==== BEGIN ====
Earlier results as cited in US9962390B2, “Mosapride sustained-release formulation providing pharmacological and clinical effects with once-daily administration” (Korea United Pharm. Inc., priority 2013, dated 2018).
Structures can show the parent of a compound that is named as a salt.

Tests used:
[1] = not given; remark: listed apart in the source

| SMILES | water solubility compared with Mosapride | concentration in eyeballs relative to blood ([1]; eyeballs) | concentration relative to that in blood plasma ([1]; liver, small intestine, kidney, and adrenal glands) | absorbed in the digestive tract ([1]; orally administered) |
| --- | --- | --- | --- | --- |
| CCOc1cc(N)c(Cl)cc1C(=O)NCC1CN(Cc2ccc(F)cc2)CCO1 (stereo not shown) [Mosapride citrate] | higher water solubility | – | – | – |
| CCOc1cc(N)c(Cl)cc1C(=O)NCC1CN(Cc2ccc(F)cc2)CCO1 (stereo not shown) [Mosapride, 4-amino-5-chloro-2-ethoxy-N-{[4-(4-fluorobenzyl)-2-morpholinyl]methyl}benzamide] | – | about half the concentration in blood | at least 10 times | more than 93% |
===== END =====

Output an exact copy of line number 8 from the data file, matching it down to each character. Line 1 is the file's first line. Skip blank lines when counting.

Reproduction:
| CCOc1cc(N)c(Cl)cc1C(=O)NCC1CN(Cc2ccc(F)cc2)CCO1 (stereo not shown) [Mosapride, 4-amino-5-chloro-2-ethoxy-N-{[4-(4-fluorobenzyl)-2-morpholinyl]methyl}benzamide] | – | about half the concentration in blood | at least 10 times | more than 93% |